• Russia – Last week, President Putin asked the Bank of Russia and the Finance Ministry to find a compromise on their opposing positions on potential crypto asset regulation. This week, a cross-agency group agreed on principles for future crypto regulation. The Bank of Russia, which has repeatedly called for a crypto ban, was the only member of the group to object. The government reportedly wants to introduce anti-money laundering rules for crypto platforms, bring clarity on their legal status and set up a supervisory body, by the end of the year. (Coindesk)

  • Colombia is cracking down on crypto tax evasion. Although financial institutions are restricted from crypto-activities, retail crypto use is thriving. Now DIAN, the tax authority, wants to make sure crypto users pay their taxes. (Cointelegraph)

  • South Africa‘s financial regulators is warning crypto traders on using FTX. (Bloomberg)

  • Global The crypto industry appears willing to adopt the so-called Travel Rule of the Financial Action Task Force (FATF), according to an industry survey. Crypto compliance company Notabene found 70% of respondents either already comply with the travel rule or plan to complete their compliance by mid-2022.


  • US – SEC plans to supervise trading platforms for government securities may threaten DeFi platforms, according to „CryptoMum“ Commissioner Peirce. The 654-page plan does not mention crypto and DeFi, but Peirce warned the plan’s “very expansive wording”, together with “the chair’s apparent interest in regulating all things crypto”, would allow regulators to target crypto platforms, including DeFi protocols. (Bloomberg)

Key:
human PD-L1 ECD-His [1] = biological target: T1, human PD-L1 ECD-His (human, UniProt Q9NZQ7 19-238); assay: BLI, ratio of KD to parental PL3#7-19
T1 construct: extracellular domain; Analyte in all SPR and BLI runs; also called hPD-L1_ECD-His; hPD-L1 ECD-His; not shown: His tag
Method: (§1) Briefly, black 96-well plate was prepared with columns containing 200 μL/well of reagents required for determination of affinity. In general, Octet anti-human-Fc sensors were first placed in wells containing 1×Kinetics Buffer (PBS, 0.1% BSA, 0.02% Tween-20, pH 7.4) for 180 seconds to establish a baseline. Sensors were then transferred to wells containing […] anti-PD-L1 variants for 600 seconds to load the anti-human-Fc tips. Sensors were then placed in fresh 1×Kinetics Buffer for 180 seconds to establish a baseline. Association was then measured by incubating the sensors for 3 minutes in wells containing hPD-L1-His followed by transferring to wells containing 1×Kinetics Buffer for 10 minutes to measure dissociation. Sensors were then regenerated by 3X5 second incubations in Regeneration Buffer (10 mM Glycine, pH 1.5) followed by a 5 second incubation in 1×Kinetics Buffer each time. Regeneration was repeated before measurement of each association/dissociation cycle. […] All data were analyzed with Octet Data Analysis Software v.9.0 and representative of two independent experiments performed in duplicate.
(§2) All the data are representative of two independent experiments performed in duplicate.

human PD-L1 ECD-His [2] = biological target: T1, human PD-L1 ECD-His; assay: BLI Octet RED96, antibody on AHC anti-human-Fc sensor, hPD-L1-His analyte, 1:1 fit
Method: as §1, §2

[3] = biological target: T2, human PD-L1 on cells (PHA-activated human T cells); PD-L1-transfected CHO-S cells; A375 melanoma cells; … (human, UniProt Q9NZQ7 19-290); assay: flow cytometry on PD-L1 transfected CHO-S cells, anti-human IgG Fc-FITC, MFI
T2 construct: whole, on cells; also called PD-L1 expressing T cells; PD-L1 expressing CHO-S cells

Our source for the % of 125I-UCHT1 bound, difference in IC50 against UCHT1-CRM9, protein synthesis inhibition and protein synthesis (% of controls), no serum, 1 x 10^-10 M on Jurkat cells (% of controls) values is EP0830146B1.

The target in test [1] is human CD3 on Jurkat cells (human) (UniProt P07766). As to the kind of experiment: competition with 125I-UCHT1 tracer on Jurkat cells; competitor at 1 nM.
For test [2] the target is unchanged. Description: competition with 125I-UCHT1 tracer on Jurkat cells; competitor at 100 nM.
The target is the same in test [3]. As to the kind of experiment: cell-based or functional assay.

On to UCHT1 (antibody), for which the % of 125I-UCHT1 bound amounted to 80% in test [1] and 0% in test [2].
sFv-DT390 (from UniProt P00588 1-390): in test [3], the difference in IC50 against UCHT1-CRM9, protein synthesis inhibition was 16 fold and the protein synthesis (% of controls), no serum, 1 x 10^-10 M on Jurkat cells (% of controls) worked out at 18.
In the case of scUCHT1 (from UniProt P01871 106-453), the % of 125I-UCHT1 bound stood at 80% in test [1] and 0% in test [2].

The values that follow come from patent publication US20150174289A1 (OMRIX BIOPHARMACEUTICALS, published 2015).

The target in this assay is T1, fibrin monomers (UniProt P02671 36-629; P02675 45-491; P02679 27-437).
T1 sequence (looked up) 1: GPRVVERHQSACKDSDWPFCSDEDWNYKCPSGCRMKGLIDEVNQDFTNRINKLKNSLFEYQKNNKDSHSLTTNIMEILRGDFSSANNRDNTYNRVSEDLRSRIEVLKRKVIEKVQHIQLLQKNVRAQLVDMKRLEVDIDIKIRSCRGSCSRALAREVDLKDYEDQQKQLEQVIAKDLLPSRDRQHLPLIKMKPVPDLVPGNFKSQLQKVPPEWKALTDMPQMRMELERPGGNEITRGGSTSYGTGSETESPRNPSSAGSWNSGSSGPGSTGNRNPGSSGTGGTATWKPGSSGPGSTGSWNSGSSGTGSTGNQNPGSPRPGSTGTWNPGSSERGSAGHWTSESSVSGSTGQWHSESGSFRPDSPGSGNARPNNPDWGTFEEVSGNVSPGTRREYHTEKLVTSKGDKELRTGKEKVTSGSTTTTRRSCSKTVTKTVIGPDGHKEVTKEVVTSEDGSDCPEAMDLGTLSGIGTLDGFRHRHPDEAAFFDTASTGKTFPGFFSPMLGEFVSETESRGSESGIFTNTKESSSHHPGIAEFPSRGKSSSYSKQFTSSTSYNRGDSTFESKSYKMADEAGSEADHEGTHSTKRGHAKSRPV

• Academic – “From Centralized to Decentralized Finance: The Issue of ‘Fake DeFi’”, by Dirk Zetsche and Linn Anker-Sorensen. (Oxford Business Law Blog)


  • US – The Federal Reserve published a discussion paper on stablecoins. Stablecoins: Growth Potential and Impact on Banking looked at various stablecoin scenarios: “two-tiered banking system can both support stablecoin issuance and maintain traditional forms of credit creation. In contrast, a narrow bank approach for digital currencies can lead to disinter-
    mediation of traditional banking, but may provide the most stable peg to fiat


  • The NFT sector has seen significant wash trading and money laundering, according to blockchain analytics company Chainalysis. 110 of the identified repeat-washtraders collectively made nearly $8.9 million in profit from this activity.  (Decrypt)

  • US – Fraud is rampant in the NFT and crypto space, said Ryan Korner of the Internal Revenue Service. Korner sees crpyto as „the future“ but also warned we’re facing “mountains and mountains” of fraud in the industry. He pointed to market manipulation, pointing to the ability of high-profile investors to affect asset prices with a single Tweet. (Cointelegraph)


  • India – India will launch a central bank digital currency the next fiscal year, the Finance Ministry announced. (Reuters and Bloomberg)

  • Japan – A former Bank of Japan official warned against using a digital yen. Hiromi Yamaoka now heads a private consortium of companies seeking to launch a private digital currency. (Cointelegraph)